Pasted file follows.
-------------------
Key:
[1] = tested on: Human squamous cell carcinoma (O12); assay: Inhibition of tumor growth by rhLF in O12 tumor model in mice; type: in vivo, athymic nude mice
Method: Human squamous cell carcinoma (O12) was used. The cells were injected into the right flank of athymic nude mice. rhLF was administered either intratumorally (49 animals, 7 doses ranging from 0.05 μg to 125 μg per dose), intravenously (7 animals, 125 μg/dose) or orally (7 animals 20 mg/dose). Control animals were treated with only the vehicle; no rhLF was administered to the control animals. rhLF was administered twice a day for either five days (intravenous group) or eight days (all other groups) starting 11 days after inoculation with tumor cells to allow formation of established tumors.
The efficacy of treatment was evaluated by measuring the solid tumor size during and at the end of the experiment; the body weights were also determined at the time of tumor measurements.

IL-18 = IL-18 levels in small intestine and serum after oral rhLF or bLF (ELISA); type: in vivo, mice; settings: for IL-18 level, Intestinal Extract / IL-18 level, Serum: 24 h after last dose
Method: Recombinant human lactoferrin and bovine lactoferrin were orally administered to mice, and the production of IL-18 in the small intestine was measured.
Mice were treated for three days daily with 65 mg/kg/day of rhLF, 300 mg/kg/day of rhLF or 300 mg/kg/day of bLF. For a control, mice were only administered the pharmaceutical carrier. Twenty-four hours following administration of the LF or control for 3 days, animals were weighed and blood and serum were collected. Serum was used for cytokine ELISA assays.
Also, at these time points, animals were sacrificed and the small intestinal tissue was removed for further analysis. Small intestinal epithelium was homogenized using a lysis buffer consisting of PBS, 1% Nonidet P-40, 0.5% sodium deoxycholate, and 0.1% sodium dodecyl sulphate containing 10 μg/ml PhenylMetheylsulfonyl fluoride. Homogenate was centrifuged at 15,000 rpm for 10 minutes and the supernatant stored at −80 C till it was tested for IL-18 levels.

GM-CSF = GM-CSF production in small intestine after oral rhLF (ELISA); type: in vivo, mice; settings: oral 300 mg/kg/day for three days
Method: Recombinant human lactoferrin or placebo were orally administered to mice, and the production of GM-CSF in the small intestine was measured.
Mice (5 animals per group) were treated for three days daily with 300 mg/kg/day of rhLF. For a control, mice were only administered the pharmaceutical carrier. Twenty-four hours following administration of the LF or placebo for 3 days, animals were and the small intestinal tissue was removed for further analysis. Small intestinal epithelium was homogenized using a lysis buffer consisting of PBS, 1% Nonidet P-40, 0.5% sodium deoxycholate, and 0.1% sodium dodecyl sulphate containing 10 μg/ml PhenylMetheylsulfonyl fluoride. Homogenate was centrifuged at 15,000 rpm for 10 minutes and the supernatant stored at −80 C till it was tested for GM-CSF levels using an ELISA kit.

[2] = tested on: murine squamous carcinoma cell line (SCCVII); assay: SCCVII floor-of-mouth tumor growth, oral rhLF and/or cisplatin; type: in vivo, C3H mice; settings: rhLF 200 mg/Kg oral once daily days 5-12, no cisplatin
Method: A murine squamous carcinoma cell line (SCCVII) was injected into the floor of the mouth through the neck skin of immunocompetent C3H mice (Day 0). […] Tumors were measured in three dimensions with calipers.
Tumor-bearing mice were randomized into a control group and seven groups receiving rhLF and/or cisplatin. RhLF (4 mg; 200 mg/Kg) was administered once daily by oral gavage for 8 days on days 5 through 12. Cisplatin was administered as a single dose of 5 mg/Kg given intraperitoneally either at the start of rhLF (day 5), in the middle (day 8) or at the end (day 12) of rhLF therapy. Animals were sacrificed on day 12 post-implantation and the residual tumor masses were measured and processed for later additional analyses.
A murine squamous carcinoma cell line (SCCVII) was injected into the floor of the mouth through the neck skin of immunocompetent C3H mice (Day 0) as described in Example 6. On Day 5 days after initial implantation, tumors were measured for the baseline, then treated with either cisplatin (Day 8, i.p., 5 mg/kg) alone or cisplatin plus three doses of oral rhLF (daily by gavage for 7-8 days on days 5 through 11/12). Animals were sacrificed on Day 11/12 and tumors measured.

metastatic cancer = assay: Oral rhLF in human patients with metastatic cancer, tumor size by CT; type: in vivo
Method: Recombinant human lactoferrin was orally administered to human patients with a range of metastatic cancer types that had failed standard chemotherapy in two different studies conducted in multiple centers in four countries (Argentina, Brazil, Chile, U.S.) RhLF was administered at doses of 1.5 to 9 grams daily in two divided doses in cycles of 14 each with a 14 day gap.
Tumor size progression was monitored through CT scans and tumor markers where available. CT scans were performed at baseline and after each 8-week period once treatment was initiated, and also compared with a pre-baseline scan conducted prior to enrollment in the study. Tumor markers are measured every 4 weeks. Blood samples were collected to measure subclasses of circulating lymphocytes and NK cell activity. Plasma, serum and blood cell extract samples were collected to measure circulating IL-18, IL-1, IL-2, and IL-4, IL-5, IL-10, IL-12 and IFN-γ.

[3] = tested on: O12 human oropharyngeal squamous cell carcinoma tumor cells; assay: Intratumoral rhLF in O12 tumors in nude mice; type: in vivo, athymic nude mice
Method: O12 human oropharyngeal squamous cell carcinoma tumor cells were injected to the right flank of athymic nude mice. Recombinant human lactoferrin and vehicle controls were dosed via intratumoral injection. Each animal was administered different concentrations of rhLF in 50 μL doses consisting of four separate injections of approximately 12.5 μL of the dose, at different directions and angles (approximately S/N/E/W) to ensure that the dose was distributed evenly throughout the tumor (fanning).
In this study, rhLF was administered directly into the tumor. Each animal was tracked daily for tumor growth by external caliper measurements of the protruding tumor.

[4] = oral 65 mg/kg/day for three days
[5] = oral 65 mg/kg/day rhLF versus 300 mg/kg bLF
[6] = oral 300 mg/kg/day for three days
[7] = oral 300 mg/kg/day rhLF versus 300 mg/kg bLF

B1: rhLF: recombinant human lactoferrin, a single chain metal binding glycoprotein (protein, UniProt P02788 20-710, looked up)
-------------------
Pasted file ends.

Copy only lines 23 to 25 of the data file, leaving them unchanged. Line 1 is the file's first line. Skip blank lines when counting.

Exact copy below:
[5] = oral 65 mg/kg/day rhLF versus 300 mg/kg bLF
[6] = oral 300 mg/kg/day for three days
[7] = oral 300 mg/kg/day rhLF versus 300 mg/kg bLF